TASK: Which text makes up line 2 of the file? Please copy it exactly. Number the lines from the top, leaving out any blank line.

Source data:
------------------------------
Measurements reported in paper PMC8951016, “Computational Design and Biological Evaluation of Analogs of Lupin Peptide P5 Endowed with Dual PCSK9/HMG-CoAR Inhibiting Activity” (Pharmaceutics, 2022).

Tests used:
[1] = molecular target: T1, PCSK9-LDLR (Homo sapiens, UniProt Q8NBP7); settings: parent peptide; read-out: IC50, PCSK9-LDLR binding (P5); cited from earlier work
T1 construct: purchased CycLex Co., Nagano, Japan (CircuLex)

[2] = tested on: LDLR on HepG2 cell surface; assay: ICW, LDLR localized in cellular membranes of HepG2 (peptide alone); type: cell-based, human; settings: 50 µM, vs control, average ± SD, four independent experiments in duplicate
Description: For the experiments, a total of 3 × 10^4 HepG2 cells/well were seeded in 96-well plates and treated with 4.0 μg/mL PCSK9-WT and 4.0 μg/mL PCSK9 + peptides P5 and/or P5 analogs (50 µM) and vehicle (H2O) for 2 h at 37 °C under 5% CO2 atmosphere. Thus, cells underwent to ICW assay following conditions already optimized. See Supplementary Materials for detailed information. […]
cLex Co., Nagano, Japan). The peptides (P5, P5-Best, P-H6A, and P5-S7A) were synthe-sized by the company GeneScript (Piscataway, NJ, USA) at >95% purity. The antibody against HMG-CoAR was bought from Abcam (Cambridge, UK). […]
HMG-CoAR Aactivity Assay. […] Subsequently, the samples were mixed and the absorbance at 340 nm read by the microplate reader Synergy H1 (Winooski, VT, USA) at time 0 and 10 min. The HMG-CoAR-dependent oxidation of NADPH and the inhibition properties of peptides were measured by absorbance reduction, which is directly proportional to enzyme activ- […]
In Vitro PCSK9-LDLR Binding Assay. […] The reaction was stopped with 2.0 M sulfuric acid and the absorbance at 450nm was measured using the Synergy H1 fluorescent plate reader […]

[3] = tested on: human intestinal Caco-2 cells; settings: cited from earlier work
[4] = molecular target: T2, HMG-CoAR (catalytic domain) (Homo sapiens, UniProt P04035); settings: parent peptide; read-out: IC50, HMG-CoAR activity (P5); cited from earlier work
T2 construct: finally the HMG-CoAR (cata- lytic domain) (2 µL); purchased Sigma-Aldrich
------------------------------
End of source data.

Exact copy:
Tests used: